Culture of openness sets a marker for the market
With its investments in the Polish public equity market already amounting to €900m, representing approximately 2% of total Polish equity market capitalisation as well as 6.2% of free-floating capital, ING Nationale Nederlanden Poland OPF (ING OPF), the Warsaw-based Polish pension fund of Dutch financial group ING, announced in May 2004 that it would publish its Code of Corporate Governance. The code, effective from 1 June, is available on ING OPF’s website and consists of four building blocks: an introduction – detailed description of investment and governance targets; code of best practice – a reference to OECD principles; ING OPF’s standards – specific voting policy, and ING OPF’s commitments – disclosure of voting records.
One of the focal points of the code is ING OPF’s commitment to register and publicly disclose its full voting records covering all shareholder meetings it attends. All voting records will be disclosed on an annual basis before 31 March of the following year and will be available on ING OPF’s website. Since the code became effective, ING OPF has already attended and cast votes at 23 shareholder meetings.
Taking into account the significant growth of ING OPF’s assets under management and corresponding influence on the corporate policies of its holdings, the fund found it necessary to revisit its internal corporate governance procedures. The transparency and predictability of its corporate actions and voting patterns remain the main principles of the code. This explains ING OPF’s decision to publish its rules and procedures as well as publicly disclose its voting records. This procedure can also be considered a step towards fulfilling its fiduciary duties and responsibilities towards its clients and other stakeholders.
Having voting and governance policies publicly available is of particular importance in a market like Poland where most of the listed companies either have an international strategic investor holding more than 50% of their capital or are yet to be fully privatised, with the Polish government retaining a significant stake or influence in them. ING OPF currently holds stakes of more than 3% in 28 companies, of which it holds more than 5% in 17 and 8% in a further seven.
The code provides detailed voting principles in three main areas, which are more often than not submitted for shareholders’ approval: acceptance of stock option plans; issues connected with takeovers, and issues connected with the equal treatment of stockholders’ rights.
As an example, the code stipulates that ING OPF will vote against stock option plans that anticipate an issue larger than 5% of the total outstanding shares or issues with a minimum exercise price that is lower than the prevailing market price at the time of granting. It is common practice in Poland to arrange management stock option plans with a stock price that is significantly below the market price. ING OPF feels its opposition to practices of this type may prove effective as generally 80% of votes are needed to pass such plans at the moment. The code also anticipates voting against any measures or plans aiming at hindering the potential takeover of underperforming companies.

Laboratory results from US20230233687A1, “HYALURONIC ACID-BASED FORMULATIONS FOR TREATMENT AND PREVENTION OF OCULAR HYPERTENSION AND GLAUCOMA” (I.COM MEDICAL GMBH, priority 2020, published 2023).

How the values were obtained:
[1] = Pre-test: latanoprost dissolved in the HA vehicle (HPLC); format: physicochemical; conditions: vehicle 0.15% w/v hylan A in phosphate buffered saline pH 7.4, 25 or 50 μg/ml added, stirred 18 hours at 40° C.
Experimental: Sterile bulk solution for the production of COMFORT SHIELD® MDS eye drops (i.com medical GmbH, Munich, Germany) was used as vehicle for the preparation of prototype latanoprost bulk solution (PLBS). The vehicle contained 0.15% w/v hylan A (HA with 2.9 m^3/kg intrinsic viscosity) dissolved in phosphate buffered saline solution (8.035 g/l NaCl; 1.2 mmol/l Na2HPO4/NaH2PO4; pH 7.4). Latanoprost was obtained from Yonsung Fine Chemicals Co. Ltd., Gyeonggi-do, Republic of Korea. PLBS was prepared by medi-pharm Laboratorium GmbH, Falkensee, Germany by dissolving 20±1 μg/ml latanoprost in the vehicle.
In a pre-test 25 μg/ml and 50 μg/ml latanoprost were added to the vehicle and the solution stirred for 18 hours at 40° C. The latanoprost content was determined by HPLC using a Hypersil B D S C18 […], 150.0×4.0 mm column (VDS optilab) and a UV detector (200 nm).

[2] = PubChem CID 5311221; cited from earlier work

ING OPF says its initiative has been warmly welcomed by the local financial community, the supervisory commission and, in particular, local corporate governance activists. As the code seeks to enhance the transparency of governance execution, ING OPF believes its move has been regarded by some as an early example of the success the Polish pension fund industry would like to see in achieving greater transparency in Poland’s overall financial markets.
Thus far, the fast growing domestic Polish pension fund industry has invested nearly €3.8bn in Polish equities, which amounts to some 25.3% of the Polish equity markets whilst Polish-based pension funds hold significant double-digit stakes in many listed companies there.
Two months following ING OPF’s announcement, the Polish Insurance and Pension Funds Supervisory Commission (KNUiFE) issued a statement recommending that Polish pension funds prepare and implement their own rules of corporate governance. KNUiFE believes these codes should be made publicly available as well as be aimed at boosting the transparency of pension fund activities in that area.
As mentioned above, ING OPF has already attended 23 shareholder meetings since the code became effective in June. Four of these involved the election of supervisory boards, five involved proposals to amend that particular company’s own legal framework and two involved voting on stock option plans.
Highlights and achievements
ING OPF’s proactive policy regarding transparency and publishing its code of practice online have already led to the Polish pensions industry watchdog to call on other domestic funds to do the same and many see it as a positive step towards enhancing transparency in the Polish financial markets overall as well as fulfilling its fiduciary responsibilities.
Crucially in a market like Poland, where foreign ownership of shares is high and the government retains a strong influence over partly privatised companies, ING OPF has used its influence as a shareholder and position as one of the country’s fastest growing pension funds positively rather than abusively. Responsibly voting on stock option plans and making its own voting records publicly available will instil confidence in the growing Polish pensions market and aid its future development. Moreover, publishing investment targets and performance will allow members to see how their investments are developing.